Sharing code can be one of the toughest parts of managing a big project: a lot of collaboration tools have a way to share written content and images but they don’t handle code particularly well. But that doesn’t mean you’re out of luck. The following tools make it much easier to share code, whether you just need to pass along a snippet or you need to handle forks of existing projects, and several of them also offer ways to keep code private, with appropriate security measures.
- Github: Github is one of the most recommended tools for managing code. It offers free repositories for open source projects, as well as inexpensive private repositories, based on the Git version control system. Tools for bug tracking, code review and management are all integrated. Github’s pricing starts at $7 per month, but if you’re using it to manage code for an organization, it’s worthwhile checking out the business plans available, which start at $25.
- Pastebin: If you just need a way to share a snippet of code quickly, Pastebin is the right tool. It’s free to use, although it’s important to remember that the code you share is public.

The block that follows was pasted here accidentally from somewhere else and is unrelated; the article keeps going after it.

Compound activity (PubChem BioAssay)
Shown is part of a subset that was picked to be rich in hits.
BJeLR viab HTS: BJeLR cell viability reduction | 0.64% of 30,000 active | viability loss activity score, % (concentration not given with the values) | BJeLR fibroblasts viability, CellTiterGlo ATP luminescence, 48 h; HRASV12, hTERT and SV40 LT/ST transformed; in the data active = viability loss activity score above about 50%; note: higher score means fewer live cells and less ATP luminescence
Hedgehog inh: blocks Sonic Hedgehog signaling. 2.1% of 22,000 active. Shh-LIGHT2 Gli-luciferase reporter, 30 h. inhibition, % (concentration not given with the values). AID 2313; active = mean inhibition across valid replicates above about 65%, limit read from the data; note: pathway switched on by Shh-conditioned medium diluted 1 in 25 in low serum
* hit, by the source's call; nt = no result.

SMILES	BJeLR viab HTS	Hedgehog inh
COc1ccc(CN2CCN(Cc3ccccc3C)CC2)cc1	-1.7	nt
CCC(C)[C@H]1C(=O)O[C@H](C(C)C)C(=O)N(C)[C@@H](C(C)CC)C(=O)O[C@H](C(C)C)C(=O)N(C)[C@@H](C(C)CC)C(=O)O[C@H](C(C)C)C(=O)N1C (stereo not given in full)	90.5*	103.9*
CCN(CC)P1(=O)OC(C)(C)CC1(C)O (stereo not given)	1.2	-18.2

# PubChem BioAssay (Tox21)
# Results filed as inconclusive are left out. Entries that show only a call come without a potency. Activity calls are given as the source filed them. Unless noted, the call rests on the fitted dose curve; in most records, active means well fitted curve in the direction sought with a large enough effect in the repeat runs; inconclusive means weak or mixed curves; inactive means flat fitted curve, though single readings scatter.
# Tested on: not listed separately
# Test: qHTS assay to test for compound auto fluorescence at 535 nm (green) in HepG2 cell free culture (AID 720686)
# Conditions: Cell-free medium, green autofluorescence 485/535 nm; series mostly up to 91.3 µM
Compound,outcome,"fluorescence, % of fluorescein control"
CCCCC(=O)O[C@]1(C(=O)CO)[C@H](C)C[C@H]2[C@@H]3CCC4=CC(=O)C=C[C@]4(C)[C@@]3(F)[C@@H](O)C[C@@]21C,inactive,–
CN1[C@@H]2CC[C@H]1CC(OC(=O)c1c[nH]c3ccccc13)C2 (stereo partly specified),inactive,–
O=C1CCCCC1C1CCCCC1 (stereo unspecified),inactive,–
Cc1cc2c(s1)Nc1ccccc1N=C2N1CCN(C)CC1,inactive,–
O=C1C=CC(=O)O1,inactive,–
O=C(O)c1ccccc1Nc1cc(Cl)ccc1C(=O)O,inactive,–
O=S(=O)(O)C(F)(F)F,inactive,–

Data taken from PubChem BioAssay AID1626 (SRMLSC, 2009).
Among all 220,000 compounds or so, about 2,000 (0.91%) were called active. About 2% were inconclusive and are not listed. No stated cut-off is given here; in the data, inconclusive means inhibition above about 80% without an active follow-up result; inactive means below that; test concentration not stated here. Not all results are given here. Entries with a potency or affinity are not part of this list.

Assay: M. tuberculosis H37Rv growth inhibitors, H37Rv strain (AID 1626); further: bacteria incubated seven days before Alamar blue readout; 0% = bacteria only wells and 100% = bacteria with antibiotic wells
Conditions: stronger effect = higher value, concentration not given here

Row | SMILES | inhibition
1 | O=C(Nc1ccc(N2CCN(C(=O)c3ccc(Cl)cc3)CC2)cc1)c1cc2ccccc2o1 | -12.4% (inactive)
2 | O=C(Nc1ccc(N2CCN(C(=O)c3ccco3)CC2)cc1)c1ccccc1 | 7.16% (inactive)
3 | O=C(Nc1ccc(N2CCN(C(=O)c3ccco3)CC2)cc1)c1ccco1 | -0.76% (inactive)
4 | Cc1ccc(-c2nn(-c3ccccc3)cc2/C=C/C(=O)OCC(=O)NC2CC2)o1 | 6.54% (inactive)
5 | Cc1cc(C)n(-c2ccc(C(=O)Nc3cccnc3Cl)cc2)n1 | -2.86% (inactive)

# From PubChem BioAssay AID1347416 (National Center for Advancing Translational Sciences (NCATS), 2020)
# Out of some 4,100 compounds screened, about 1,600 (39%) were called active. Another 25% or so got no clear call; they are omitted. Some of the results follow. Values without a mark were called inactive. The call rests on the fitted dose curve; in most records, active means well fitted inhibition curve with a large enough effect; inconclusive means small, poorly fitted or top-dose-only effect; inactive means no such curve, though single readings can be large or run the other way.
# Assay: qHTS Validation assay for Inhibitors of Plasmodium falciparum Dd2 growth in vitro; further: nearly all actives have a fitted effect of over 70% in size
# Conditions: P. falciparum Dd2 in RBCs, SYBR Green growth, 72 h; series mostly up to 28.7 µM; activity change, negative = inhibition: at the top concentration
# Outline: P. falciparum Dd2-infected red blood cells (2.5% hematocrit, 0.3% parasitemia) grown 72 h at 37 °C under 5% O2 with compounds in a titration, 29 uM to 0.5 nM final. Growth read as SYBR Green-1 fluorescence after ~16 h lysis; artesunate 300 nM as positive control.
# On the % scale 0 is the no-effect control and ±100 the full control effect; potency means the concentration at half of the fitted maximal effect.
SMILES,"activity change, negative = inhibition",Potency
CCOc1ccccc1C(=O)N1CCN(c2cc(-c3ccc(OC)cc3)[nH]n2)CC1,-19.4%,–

- Pastie: Pastie offers a fast way to deal with code snippets, in a similar fashion to Pastebin. You can get them up and online in about as long as it takes you to copy and paste. From there, you can send a link to anyone who needs to look at your code.
- Google Code: Google provides its own code sharing solution. You can host individual projects through the site, as well as manage versions through either Mercurial or Subversion.
- Bitbucket: On Bitbucket, you can share code, branch and merge projects. The site is based on the Mercurial version control system. For a project with five or fewer users, you can use Bitbucket for free. Tiered service is available based on the number of users who need to access your project, starting at $10 per month.
It’s always worth consulting with your development team before making a final decision about code management. While one of these tools may seem like exactly what you need, there may be some considerations that simply aren’t seen at the broadest level. Coders on your team may have personal preferences, or one tool may work particularly well with their existing set up.